How does wildlife cope with the cold?
With the weather in Texas being below freezing for many days in a row, you may be as worried as I am about the wildlife. Although I know they are better equipped for cold winter than humans are, I needed to know more to ease my own mind, and then what, if anything, I could do to help them.
Nature is pretty amazing, and wildlife has the ability to adapt to harsh weather. There are several ways they do this.
• Hibernation (such as the box turtle, bumble bees, garter snake, prairie dogs, geckos, ladybugs)
• Torpor (a state of reduced metabolism where the body temperature is lowered, requiring less calories to maintain heat)
• The natural insulation of their winter coats and feathers
• Conserving energy and fattening up in the fall
• Shivering to raise metabolic rate and generate body heat temporarily.
It’s comforting to know that all mammals grow some kind of a winter coat, and many have built up fat reserves to help them get through the winter if there isn’t enough food. Many will stay in their dens to conserve energy and stay warm.
Similar to mammals, some birds grow extra feathers in a late fall molt that provides a thicker protection. Their legs and feet are covered with “specialized” scales that minimize heat loss. They can also control the temperature of their legs and feet separately from their bodies by constricting blood flow to their extremities, thereby reducing heat loss without risking frostbite.
Birds literally fluff their feathers to trap air which is then heated by their body. Some birds, such as hummingbirds, chickadees, and swifts will go into a mild state of topor to conserve energy as a way to survive cold temperatures.
Beavers have a slick, greased, waterproof coat on the outside and dense fur underneath.
Ducks and geese have a doubled-layered plume with down feathers close to their body covered by longer, oily feathers to waterproof them and an awesome network of veins that carries warm blood down to their feet.
Opossums have the most difficult winters of all. They don’t grow as thick a coat as some of the other animals, and their ears and tails are furless. They also rarely share a nest with other opossums. They do tend to stay in their den during bad weather, but because they don’t stay in the same spot for very long, they can be more vulnerable when looking for a new den and out foraging.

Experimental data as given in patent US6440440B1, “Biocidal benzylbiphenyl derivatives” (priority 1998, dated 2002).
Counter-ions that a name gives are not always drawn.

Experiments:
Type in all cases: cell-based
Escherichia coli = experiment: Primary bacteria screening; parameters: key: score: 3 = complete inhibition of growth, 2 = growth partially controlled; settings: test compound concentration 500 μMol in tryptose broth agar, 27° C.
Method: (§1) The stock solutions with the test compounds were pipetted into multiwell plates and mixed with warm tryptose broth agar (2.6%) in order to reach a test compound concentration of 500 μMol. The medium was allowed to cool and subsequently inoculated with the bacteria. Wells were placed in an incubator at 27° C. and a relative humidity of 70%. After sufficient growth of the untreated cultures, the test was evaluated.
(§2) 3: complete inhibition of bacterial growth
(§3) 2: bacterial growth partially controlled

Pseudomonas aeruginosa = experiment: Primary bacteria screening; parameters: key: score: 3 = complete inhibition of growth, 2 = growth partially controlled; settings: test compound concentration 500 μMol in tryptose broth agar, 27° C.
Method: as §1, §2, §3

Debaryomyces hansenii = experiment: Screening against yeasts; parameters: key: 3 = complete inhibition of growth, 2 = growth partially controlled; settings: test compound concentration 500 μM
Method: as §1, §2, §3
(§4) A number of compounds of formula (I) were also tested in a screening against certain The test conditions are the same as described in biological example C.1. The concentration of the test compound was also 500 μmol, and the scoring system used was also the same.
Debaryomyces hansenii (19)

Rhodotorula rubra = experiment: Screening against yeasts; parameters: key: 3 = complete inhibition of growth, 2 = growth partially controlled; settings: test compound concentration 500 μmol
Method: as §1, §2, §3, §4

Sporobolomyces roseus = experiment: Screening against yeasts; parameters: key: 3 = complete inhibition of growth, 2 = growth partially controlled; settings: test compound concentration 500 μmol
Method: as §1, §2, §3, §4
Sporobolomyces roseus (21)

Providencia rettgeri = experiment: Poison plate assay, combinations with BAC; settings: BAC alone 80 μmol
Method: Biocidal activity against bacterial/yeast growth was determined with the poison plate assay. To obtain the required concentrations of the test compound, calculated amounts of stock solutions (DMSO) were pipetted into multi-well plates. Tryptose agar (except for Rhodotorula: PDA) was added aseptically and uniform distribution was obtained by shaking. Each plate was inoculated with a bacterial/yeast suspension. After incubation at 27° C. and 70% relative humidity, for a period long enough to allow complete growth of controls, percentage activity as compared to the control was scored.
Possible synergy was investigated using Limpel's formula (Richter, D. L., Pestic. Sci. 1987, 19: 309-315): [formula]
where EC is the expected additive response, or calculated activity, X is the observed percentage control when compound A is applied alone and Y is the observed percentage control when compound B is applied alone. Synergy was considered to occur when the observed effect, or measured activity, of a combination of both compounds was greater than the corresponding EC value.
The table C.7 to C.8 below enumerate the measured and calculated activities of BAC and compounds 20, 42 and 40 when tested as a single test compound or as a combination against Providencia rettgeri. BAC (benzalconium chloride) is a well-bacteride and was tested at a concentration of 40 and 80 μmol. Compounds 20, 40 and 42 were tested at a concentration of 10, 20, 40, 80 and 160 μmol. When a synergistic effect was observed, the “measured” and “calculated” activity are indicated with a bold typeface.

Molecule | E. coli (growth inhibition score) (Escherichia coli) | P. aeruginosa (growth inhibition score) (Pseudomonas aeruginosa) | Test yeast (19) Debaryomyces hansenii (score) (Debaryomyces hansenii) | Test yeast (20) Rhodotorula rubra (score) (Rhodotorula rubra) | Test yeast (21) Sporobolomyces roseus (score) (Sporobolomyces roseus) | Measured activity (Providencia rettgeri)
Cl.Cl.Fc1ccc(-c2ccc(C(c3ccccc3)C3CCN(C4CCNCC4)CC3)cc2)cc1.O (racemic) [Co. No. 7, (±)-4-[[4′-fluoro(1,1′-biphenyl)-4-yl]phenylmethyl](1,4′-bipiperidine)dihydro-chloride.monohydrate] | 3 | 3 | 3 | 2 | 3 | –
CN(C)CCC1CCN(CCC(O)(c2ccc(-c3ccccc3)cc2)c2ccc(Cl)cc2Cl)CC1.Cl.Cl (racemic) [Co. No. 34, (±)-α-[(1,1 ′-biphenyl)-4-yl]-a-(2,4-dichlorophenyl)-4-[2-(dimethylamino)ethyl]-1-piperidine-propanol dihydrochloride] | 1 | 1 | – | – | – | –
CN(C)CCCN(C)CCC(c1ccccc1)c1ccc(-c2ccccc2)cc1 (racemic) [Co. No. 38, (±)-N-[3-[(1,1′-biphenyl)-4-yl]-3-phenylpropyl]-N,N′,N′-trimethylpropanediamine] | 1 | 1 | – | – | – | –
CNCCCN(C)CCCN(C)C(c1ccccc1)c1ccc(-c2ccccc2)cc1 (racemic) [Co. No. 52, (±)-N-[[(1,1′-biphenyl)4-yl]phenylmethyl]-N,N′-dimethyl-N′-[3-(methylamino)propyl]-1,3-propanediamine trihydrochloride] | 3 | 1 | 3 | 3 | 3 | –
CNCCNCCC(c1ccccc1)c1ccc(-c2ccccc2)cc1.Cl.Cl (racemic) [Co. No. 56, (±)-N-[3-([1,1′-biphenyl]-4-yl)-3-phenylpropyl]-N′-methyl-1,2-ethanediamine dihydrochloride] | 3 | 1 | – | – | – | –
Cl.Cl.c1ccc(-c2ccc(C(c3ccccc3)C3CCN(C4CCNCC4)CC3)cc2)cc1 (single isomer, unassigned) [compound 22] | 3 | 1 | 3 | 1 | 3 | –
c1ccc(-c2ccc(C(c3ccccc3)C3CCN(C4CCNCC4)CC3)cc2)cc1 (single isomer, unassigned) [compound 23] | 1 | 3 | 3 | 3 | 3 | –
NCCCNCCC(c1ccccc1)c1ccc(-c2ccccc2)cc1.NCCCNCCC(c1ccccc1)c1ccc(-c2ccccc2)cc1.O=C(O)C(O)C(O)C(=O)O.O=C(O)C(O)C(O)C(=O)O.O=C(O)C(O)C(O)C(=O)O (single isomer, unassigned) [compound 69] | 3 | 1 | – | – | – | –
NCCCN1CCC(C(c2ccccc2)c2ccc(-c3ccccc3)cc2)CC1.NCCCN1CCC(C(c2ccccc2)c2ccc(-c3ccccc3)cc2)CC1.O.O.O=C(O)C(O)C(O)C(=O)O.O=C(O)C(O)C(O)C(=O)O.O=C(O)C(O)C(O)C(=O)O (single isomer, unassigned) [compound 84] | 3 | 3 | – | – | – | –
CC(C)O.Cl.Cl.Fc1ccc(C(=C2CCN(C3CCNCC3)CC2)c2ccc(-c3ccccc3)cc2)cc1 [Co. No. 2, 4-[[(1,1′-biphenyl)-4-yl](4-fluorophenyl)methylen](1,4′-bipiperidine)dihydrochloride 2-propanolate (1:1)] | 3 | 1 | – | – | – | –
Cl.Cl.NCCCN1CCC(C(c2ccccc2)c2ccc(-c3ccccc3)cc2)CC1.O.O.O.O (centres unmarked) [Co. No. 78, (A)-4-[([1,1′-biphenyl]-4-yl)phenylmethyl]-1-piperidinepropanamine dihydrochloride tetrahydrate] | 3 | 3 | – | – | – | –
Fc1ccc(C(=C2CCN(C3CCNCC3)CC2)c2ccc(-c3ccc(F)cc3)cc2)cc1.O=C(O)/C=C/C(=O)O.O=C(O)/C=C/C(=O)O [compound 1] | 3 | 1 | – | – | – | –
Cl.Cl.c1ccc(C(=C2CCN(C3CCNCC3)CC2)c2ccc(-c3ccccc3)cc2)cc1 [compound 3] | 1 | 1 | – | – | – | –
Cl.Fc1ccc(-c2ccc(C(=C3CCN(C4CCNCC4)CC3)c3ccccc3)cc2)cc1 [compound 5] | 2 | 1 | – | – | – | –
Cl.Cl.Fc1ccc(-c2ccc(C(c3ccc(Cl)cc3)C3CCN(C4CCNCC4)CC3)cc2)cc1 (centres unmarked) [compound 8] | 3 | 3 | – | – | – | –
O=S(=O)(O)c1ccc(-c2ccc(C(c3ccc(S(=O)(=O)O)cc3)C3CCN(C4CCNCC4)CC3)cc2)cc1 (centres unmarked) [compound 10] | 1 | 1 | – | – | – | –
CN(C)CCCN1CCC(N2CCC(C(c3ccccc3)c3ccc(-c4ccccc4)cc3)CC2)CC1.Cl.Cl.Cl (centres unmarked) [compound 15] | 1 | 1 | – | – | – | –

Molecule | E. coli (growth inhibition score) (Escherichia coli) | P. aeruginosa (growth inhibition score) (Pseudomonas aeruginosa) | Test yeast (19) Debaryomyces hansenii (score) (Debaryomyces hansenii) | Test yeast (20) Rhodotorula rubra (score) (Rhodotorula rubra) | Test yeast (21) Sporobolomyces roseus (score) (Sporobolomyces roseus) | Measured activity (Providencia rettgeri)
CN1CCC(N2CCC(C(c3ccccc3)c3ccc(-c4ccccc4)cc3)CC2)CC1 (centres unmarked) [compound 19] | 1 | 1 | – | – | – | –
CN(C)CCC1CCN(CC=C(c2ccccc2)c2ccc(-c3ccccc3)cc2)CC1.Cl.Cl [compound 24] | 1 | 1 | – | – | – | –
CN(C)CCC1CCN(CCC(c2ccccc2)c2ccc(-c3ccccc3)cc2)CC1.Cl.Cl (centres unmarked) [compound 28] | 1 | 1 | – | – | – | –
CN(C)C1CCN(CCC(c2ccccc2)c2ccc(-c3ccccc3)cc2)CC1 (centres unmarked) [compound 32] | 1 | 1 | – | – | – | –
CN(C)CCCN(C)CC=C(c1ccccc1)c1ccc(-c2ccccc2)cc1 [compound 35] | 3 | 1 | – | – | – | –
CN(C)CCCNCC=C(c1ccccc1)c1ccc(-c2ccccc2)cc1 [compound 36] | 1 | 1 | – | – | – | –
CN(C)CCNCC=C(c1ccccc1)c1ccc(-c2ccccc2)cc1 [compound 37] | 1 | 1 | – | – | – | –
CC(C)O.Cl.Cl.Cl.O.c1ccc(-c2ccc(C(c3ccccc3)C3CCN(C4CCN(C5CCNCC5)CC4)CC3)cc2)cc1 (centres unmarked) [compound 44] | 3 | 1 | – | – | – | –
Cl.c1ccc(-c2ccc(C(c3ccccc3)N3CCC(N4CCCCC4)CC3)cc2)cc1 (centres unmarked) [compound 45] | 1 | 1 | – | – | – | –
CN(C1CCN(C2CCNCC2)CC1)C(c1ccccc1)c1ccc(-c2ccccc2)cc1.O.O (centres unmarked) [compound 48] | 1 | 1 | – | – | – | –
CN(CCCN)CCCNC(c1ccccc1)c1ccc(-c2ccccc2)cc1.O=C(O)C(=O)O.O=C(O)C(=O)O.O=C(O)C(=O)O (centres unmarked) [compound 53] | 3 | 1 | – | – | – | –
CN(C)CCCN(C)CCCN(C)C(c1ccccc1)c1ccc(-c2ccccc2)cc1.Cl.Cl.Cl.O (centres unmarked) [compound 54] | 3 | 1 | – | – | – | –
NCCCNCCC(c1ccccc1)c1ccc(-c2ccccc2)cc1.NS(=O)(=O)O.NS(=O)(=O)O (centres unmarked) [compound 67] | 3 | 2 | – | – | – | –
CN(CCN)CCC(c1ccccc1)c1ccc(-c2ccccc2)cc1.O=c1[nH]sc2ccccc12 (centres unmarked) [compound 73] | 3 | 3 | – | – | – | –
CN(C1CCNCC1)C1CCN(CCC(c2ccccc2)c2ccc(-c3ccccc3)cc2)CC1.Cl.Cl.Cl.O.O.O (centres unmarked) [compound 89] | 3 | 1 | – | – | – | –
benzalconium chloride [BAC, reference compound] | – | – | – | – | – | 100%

Raccoons have a thick coat and tend to stay in their den when the weather is bad.
Skunks also stay in their dens during cold, harsh weather. And interestingly, because of their gentle nature, they may spend the winter in groups making survival easier by sharing heat.
Squirrels eat a lot of food during the fall and build up their fat reserve. Their coat and tail can help protect them from the cold, but they rely on their nest for protection. They may also share a nest and stay close to each other for warmth.
So what can you do to help them through this weather?
• Provide a warm den
• Build a brush pile out of leaves and sticks for them to shelter in. Or if you have a brush pile currently, leave it be for now. Small animals and insects will find it and use it as shelter from the cold.
• Melt a hole in the ice on ponds to allow the wildlife to drink, and enter and exit the water. Fill a saucepan with hot water and set it on the ice until a hole has been melted. Do not hit or crack ice as this can send shockwaves through the water that will harm wildlife
• Melt the water in birdbaths with the method above.
• Be careful when you turn compost heaps. These are often warm and can be a winter resort for frogs, toads, and other animals.
• If you don't have a birdbath, provide a shallow dish or container of water. Switch out if frozen.
• Make an insect or bug hotel (do an internet search on how to do this) and put up in a sheltered position. Overwintering ladybirds and lacewings will find this useful
• Leave healthy herbaceous and hollow-stemmed plants unpruned until early spring. These can provide homes for overwintering insects and animals
• If you start your car, check under or bang a little on the hood before you turn it on. Your car's engine is a warm, dry place where small animals might seek shelter.
• Check bonfires before they are lit for sheltering and hibernating animals
• The area under bird feeders can be the local diner for a number of mammals.
Share any ideas you may have to help our wildlife make it through these below normal temps in North Texas!